A Rise In Depression Among Teens And Young Adults Could Be Linked To Social Media Use (Survey, Sample Size = 600,000)

Understanding exactly why these trends are on the rise is always a challenge, says Twenge, since researchers can only point out correlations, not causes. But, she says, since the trends are "pretty large in a fairly short period of time, that helps us narrow what the likely cause might be."

She thinks the rise in smartphone and social media use is a significant factor. By 2012, smartphones had become widespread, she says, and it's around that same time that social media began to dominate young people's lives. For example, in 2009 about half of high school seniors visited social media sites every day. That's climbed to about 85 percent today, with Instagram and Snapchat replacing Facebook as the main "go to social media site," she says.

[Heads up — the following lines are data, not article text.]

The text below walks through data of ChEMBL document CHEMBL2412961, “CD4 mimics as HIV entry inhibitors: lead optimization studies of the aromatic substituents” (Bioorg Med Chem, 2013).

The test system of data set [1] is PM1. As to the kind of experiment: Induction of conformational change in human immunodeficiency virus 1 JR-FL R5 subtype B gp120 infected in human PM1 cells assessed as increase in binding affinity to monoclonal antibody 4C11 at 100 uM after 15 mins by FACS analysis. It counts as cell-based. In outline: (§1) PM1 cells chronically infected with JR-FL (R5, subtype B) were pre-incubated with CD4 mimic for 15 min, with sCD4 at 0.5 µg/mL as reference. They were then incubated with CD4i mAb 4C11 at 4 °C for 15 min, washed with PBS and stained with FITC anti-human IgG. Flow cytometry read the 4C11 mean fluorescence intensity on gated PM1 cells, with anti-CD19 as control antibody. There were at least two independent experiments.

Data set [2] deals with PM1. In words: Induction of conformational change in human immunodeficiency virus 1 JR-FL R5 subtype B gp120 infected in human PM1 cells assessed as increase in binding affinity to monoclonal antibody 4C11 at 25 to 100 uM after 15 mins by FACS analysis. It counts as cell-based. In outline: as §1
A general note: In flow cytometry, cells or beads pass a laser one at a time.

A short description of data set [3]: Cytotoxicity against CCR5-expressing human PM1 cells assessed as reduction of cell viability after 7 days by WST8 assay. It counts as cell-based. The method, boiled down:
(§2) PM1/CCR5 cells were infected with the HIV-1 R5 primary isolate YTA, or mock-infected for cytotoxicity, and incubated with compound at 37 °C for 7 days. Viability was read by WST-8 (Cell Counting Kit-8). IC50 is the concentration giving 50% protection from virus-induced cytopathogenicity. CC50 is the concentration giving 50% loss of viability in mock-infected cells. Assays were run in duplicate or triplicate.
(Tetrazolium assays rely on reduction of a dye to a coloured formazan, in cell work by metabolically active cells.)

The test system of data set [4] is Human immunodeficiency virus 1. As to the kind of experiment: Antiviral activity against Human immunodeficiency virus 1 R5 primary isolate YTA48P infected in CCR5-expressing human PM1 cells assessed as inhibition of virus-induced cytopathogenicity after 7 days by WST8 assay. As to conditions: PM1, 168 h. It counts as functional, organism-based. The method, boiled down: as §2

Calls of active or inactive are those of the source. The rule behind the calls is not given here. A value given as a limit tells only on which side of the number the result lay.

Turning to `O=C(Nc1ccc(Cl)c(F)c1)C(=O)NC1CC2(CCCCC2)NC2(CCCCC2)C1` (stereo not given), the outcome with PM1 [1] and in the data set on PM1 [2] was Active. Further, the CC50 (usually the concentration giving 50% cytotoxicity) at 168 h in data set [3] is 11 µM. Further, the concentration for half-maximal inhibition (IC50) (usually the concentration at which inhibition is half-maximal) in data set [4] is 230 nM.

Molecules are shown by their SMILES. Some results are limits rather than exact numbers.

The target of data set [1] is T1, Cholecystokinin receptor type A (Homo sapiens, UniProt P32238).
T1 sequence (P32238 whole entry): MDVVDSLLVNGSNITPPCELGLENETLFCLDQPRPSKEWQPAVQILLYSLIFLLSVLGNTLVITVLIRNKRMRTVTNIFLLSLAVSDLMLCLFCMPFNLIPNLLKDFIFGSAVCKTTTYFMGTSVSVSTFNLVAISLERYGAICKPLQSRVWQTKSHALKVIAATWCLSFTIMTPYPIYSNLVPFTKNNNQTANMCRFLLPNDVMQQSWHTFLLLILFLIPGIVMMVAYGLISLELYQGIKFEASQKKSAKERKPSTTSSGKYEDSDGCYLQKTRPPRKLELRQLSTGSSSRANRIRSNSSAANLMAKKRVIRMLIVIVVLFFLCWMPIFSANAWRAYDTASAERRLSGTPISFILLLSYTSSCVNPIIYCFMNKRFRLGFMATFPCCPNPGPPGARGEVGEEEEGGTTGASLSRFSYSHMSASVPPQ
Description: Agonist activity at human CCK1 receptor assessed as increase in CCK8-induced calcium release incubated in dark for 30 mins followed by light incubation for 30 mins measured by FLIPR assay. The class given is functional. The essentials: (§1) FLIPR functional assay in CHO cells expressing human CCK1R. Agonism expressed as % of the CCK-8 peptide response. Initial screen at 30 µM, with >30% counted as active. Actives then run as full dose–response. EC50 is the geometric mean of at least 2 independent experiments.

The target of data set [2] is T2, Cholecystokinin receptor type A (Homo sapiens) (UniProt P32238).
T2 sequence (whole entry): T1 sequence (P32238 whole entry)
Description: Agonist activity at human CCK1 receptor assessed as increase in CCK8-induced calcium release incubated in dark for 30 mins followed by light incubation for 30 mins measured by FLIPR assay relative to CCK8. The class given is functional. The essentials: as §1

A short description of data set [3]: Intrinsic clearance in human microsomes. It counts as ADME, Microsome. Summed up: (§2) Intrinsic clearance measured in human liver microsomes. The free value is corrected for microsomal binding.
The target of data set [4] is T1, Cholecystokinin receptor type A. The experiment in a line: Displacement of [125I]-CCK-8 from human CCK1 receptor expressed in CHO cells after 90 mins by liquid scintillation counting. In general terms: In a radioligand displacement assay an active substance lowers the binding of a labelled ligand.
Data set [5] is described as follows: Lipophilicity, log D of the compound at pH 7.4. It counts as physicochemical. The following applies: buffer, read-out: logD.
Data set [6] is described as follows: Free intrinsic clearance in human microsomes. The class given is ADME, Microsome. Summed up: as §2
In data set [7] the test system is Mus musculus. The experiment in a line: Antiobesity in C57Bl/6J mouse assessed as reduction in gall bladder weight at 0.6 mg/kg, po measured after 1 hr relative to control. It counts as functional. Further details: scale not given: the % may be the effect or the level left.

It's not just the phone or social media itself, says Twenge. It's the amount of time teens and young adults spend with it. As Twenge found in earlier research, the more time they spend, the greater the risk of depressive symptoms. Twenge says it's known from a body of research that in-person social contact is good for mental health. She questions whether spending that same amount of time on Instagram and Snapchat is just as beneficial, and says "it seems clear the answer is 'No.' "

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